News: French Oil Major Cites Low Compliance Costs for Global Disclosure Regime
March 3, 2020.
French Oil Major Cites Low Compliance Costs for Global Disclosure Regime
Encourages the SEC to Produce Anti-Corruption Rule in Alignment with Global Standard
PWYP-US applauds Total SAP’s recent comment letter to the Securities and Exchange C ommission (SEC) which states that the compliance costs for disclosing its project-level payments to governments is “low.” In this submission, which responds to the SEC’s requests for comments on the new proposed rule for Section 1504 of the Dodd-Frank Act, Total states that its internal costs for reporting project-level payments to governments under the related EU regulations is approximately $200,000 per year. According to the company’s 2019 figures , this represents .0007% of Total’s 2019 operating costs of $28 billion.
Total’s statement is in stark contrast to the inflated compliance cost
assumptions in the SEC’s proposed rule and provides more accurate
compliance cost numbers based on companies real experience reporting these
payments under the EU regulations. Unfortunately, the draft rule fails to
take into account the compliance data now available based on four years of
reporting in Canada, the EU, Norway, and the UK.
“The SEC’s current cost analysis relies on uncited, inaccurate, and outdated estimates,” stated Kathleen Brophy, PWYP-US Director. “They are using these overblown estimates to justify a severely weakened rule that deviates significantly from the global standard now being implemented in over 30 countries. Accurate compliance costs matter, and the SEC should take this statement from Total seriously, since it is based on the company’s real reporting experience, rather than hypothetical estimates.”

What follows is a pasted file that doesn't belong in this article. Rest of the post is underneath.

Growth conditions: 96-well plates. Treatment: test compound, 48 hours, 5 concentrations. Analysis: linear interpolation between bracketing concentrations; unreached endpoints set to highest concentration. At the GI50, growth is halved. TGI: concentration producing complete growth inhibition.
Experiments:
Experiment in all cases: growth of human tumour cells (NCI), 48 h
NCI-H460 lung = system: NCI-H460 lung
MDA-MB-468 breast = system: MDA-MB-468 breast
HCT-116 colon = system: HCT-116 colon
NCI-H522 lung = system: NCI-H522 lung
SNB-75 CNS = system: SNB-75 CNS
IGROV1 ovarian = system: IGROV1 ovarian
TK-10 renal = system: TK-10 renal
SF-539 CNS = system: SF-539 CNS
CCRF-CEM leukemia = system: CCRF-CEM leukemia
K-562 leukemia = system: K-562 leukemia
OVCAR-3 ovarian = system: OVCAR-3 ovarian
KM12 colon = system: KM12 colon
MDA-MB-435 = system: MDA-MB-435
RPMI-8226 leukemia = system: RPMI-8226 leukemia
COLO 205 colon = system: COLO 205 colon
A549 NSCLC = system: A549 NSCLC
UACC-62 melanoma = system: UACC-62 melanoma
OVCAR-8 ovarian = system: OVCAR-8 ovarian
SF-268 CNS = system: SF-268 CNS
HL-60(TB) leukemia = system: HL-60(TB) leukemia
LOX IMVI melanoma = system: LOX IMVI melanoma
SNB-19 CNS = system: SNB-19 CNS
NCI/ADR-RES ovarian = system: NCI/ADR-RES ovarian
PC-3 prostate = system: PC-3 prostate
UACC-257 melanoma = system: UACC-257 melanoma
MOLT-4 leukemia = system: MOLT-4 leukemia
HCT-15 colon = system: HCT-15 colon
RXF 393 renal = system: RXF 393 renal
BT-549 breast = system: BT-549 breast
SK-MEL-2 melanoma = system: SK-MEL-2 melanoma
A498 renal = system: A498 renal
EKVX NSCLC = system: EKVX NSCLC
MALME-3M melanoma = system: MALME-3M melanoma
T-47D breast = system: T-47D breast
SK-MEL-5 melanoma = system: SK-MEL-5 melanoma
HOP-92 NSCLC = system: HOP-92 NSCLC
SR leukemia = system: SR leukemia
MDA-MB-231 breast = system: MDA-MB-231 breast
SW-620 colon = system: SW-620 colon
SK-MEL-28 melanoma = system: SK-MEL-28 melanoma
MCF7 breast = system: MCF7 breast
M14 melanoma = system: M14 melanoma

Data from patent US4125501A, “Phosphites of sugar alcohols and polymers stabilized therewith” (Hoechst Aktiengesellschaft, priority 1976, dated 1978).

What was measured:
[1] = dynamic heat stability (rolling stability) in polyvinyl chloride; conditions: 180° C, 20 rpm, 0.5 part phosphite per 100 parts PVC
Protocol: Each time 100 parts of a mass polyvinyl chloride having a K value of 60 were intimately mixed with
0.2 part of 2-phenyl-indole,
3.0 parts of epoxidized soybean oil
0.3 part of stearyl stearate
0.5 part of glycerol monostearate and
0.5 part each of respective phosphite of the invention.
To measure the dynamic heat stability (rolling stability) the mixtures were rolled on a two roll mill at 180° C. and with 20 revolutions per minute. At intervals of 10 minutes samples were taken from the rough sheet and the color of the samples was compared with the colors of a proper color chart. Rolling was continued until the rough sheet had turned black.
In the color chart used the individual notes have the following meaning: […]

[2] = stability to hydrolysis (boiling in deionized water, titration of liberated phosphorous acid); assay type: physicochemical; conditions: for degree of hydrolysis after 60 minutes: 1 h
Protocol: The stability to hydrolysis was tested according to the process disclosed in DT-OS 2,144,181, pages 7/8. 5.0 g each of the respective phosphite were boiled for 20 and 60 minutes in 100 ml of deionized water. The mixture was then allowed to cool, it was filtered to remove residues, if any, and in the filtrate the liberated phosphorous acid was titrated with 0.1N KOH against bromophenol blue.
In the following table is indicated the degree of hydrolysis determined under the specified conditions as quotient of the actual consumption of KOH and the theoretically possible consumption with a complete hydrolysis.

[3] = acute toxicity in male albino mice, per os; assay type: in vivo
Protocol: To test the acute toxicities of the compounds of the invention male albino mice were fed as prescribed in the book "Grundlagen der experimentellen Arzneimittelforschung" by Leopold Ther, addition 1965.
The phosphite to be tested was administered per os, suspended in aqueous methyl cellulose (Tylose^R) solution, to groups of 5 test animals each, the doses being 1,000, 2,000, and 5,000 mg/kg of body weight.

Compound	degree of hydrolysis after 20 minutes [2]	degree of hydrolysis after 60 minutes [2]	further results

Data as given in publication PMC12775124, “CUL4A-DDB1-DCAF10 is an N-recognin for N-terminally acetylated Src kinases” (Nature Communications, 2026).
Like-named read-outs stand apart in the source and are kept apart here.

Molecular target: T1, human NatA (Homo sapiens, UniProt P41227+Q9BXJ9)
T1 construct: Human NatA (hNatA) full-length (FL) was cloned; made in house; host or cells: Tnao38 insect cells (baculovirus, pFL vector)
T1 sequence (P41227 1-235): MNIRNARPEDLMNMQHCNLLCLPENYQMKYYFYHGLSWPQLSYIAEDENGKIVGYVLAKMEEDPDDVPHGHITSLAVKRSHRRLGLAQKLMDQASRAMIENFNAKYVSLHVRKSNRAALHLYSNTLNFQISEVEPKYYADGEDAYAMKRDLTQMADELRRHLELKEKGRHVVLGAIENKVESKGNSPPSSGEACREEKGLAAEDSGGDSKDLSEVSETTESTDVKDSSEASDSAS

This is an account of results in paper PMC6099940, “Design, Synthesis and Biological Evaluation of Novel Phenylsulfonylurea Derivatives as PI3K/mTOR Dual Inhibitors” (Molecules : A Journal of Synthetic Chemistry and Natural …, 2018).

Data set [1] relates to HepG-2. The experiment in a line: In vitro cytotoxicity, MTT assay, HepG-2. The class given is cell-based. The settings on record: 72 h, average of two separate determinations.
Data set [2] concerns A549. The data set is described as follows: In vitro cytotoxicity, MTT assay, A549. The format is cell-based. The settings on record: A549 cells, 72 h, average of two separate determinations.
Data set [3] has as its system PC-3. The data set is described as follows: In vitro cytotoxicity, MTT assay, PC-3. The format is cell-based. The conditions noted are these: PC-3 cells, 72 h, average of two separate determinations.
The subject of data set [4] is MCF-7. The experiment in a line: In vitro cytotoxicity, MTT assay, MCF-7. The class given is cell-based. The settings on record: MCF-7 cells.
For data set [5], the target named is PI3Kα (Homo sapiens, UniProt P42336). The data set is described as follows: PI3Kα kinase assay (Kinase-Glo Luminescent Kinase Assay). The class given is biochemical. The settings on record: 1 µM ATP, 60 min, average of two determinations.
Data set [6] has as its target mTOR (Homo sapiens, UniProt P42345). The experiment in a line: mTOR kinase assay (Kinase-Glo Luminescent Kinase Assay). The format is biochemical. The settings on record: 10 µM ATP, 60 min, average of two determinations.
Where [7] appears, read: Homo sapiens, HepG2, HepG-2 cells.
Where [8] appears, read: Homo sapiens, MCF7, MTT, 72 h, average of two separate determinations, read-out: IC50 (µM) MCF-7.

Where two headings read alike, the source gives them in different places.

Total is the first company to provide detailed compliance cost information to the SEC to help inform the SEC’s analysis and final rule. PWYP-US encourages other companies to do the same, so that the rule correctly reflects the current market reality.
Section 1504, a ground-breaking anti-corruption law, requires oil, gas and mining companies to publicly disclose the project-level payments they make to governments for access to natural resources, including taxes, royalties and fees. The regulation had been finalized in mid-2016 after a six-year rule-making process. In 2017, Congress voted to repeal the implementing rule, using the Congressional Review Act. The new proposed rule was issued by the SEC in December 2019. All interested parties are invited to submit comments to the SEC in regards to the proposed rule for a 60-day comment period, ending March 16, 2020.